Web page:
Review: T.J. Maxx Credit Card

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What could be improved

Application process: There’s only one application for both cards. You don’t get to choose which one to apply for — you fill out the form and see which one they decide to offer you, if any. If you’re hoping for the higher-end TJX Rewards® Platinum Mastercard® and all you get offered is the TJX Rewards® Credit Card, for example, you’ve just added another credit inquiry to your report and potentially dinged your credit score for nothing.

Poor earnings rate on non-TJX spending: Speaking of the differences between these cards, you can only use the TJX Rewards® Credit Card at TJX stores and nowhere else. You can, however, use the TJX Rewards® Platinum Mastercard® elsewhere, but you’d be better off avoiding it if you have better rewards card options. That’s because it only earns 1 point per dollar spent on non-TJX purchases.

Limited rewards use: We hope you like these brands, because you can’t use your Rewards Certificates for anything else. You can’t get cash back or gift cards — just discounts on T.J. Maxx brands, and that’s it.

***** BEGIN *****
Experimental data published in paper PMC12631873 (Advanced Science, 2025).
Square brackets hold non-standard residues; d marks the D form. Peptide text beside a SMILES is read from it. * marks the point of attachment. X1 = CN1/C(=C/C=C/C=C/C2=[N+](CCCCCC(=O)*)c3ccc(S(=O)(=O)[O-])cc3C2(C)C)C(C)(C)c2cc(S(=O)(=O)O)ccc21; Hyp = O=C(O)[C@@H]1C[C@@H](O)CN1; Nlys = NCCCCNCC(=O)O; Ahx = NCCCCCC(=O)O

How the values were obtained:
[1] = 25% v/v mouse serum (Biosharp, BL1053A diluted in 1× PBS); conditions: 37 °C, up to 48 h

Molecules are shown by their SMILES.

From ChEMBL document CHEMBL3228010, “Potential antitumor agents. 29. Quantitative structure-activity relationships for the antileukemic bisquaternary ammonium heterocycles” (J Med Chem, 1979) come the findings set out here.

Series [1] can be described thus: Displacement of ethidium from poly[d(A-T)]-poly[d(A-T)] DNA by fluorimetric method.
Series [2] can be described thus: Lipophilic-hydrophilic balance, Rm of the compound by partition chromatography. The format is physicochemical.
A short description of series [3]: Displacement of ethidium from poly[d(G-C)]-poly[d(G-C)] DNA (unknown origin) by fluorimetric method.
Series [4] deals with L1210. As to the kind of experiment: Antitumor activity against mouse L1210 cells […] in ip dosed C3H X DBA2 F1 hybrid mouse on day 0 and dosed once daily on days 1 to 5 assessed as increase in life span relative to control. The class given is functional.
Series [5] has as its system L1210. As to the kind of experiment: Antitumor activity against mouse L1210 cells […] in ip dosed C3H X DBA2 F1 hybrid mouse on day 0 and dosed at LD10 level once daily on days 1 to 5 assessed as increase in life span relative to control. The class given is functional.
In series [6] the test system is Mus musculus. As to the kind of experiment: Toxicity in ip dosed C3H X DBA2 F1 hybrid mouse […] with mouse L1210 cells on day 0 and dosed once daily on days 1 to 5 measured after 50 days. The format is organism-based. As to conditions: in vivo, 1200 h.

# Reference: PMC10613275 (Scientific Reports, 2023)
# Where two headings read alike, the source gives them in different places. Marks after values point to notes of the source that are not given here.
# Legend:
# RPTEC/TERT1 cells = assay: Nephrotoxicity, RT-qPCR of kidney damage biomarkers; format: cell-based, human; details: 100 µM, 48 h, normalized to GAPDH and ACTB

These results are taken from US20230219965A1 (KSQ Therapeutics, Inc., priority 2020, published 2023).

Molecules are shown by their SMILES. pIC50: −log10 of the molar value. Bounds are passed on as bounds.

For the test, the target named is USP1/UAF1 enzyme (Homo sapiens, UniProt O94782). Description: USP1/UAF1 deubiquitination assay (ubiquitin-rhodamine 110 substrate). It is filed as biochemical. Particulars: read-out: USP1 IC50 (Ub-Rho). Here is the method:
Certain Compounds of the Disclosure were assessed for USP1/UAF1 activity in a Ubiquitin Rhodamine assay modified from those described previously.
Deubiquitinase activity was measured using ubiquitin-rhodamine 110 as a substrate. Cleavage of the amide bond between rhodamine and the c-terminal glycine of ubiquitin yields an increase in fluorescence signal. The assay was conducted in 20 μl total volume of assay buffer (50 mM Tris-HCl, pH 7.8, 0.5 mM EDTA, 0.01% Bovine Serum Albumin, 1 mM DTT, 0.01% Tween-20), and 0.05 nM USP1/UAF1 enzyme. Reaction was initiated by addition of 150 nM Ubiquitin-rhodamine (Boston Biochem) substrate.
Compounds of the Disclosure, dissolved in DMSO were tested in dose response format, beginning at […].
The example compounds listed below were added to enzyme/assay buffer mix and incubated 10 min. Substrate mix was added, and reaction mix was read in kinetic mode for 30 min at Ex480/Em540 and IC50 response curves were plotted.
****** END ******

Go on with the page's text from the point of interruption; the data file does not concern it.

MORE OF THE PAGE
Rewards Certificates expire: It’s nice that the company sends out your rewards automatically. But that also means you have to actually use the rewards on a regular basis, because each Rewards Certificate has a two-year expiration date. In other words, you can’t save up your rewards and then redeem them on a mega shopping spree.

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High interest rate: We recommend avoiding this card entirely if you think you might carry any balance at all. If you pay off your balance each month you won’t have to pay any interest. But if you don’t, you’ll have to pay a sky-high interest rate. If you need to finance your clothes or other purchases, choose a credit card with a lower interest rate or better yet, one with a 0% intro APR offer.

No 0% intro APR offer: Speaking of 0% intro APR offers, these cards don’t have any of them. It’s pretty standard for retail credit cards to offer you some sort of discount financing after you open the card, but this one doesn’t. It’s yet another reason to never carry a balance on this card.

Lackluster perks: It’s also fairly common for retail cards to offer a jackpot sign-up bonus, fancy perks, or other nice touches to entice you. Don’t get us wrong, the T.J. Maxx cards do offer perks — they’re just not as shiny as we would expect. The only extras you get are a 10% discount on your first purchase after you sign up and access to “exclusive private shopping events,” whatever those are. We think T.J. Maxx could do much better.

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View more information: https://www.fool.com/the-ascent/credit-cards/tj-maxx-credit-card-worth-it/

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